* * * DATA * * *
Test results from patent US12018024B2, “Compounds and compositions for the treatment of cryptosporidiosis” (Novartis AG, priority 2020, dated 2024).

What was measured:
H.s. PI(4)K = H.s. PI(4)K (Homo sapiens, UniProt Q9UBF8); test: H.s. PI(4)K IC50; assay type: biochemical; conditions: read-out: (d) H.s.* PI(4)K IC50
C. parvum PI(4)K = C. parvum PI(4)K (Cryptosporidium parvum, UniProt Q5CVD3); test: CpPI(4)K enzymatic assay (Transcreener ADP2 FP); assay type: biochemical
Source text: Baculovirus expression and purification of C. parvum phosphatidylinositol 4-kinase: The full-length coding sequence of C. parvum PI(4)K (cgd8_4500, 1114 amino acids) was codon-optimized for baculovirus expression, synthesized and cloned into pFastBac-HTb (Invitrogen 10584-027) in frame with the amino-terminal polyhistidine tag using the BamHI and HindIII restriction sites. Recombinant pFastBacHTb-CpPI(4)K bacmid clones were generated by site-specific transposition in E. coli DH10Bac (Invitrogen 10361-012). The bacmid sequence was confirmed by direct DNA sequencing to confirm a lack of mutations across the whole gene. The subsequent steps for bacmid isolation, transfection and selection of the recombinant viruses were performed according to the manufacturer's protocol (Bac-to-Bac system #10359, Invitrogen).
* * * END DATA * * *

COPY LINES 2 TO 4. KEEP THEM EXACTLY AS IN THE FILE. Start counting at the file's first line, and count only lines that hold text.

What was measured:
H.s. PI(4)K = H.s. PI(4)K (Homo sapiens, UniProt Q9UBF8); test: H.s. PI(4)K IC50; assay type: biochemical; conditions: read-out: (d) H.s.* PI(4)K IC50
C. parvum PI(4)K = C. parvum PI(4)K (Cryptosporidium parvum, UniProt Q5CVD3); test: CpPI(4)K enzymatic assay (Transcreener ADP2 FP); assay type: biochemical